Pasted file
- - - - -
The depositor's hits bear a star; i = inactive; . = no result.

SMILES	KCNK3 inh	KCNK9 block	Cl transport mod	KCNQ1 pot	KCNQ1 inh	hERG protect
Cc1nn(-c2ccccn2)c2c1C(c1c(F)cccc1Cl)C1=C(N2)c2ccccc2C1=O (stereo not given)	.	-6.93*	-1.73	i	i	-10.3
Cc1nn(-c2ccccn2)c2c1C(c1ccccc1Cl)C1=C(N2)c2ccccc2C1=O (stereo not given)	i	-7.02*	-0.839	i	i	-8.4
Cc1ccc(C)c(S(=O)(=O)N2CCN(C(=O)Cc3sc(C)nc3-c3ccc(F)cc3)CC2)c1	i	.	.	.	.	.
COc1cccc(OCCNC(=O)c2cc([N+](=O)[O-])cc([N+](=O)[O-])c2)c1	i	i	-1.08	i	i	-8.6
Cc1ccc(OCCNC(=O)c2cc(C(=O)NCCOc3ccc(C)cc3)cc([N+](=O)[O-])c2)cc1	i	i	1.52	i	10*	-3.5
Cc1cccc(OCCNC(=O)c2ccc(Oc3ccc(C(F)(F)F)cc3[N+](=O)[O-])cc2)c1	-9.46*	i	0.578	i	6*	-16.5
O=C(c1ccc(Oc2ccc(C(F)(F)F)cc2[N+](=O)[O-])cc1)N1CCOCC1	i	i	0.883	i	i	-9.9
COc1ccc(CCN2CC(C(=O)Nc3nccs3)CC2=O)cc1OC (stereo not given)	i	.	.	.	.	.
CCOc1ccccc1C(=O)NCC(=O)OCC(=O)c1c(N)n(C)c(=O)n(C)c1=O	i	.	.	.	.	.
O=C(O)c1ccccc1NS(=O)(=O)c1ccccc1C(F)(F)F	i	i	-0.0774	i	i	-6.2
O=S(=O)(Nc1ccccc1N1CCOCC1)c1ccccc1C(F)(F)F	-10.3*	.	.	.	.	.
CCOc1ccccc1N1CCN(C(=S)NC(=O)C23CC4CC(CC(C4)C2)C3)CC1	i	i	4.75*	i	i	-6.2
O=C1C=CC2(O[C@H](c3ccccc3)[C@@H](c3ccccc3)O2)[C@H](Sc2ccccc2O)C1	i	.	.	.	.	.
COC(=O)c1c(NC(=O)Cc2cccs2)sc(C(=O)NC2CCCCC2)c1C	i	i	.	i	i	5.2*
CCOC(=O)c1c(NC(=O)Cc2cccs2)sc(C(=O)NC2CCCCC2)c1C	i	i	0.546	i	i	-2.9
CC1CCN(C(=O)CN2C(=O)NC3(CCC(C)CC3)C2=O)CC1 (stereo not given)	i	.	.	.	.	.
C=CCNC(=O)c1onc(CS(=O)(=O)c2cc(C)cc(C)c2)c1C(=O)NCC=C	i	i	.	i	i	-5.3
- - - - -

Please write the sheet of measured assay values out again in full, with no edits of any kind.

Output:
The depositor's hits bear a star; i = inactive; . = no result.

SMILES	KCNK3 inh	KCNK9 block	Cl transport mod	KCNQ1 pot	KCNQ1 inh	hERG protect
Cc1nn(-c2ccccn2)c2c1C(c1c(F)cccc1Cl)C1=C(N2)c2ccccc2C1=O (stereo not given)	.	-6.93*	-1.73	i	i	-10.3
Cc1nn(-c2ccccn2)c2c1C(c1ccccc1Cl)C1=C(N2)c2ccccc2C1=O (stereo not given)	i	-7.02*	-0.839	i	i	-8.4
Cc1ccc(C)c(S(=O)(=O)N2CCN(C(=O)Cc3sc(C)nc3-c3ccc(F)cc3)CC2)c1	i	.	.	.	.	.
COc1cccc(OCCNC(=O)c2cc([N+](=O)[O-])cc([N+](=O)[O-])c2)c1	i	i	-1.08	i	i	-8.6
Cc1ccc(OCCNC(=O)c2cc(C(=O)NCCOc3ccc(C)cc3)cc([N+](=O)[O-])c2)cc1	i	i	1.52	i	10*	-3.5
Cc1cccc(OCCNC(=O)c2ccc(Oc3ccc(C(F)(F)F)cc3[N+](=O)[O-])cc2)c1	-9.46*	i	0.578	i	6*	-16.5
O=C(c1ccc(Oc2ccc(C(F)(F)F)cc2[N+](=O)[O-])cc1)N1CCOCC1	i	i	0.883	i	i	-9.9
COc1ccc(CCN2CC(C(=O)Nc3nccs3)CC2=O)cc1OC (stereo not given)	i	.	.	.	.	.
CCOc1ccccc1C(=O)NCC(=O)OCC(=O)c1c(N)n(C)c(=O)n(C)c1=O	i	.	.	.	.	.
O=C(O)c1ccccc1NS(=O)(=O)c1ccccc1C(F)(F)F	i	i	-0.0774	i	i	-6.2
O=S(=O)(Nc1ccccc1N1CCOCC1)c1ccccc1C(F)(F)F	-10.3*	.	.	.	.	.
CCOc1ccccc1N1CCN(C(=S)NC(=O)C23CC4CC(CC(C4)C2)C3)CC1	i	i	4.75*	i	i	-6.2
O=C1C=CC2(O[C@H](c3ccccc3)[C@@H](c3ccccc3)O2)[C@H](Sc2ccccc2O)C1	i	.	.	.	.	.
COC(=O)c1c(NC(=O)Cc2cccs2)sc(C(=O)NC2CCCCC2)c1C	i	i	.	i	i	5.2*
CCOC(=O)c1c(NC(=O)Cc2cccs2)sc(C(=O)NC2CCCCC2)c1C	i	i	0.546	i	i	-2.9
CC1CCN(C(=O)CN2C(=O)NC3(CCC(C)CC3)C2=O)CC1 (stereo not given)	i	.	.	.	.	.
C=CCNC(=O)c1onc(CS(=O)(=O)c2cc(C)cc(C)c2)c1C(=O)NCC=C	i	i	.	i	i	-5.3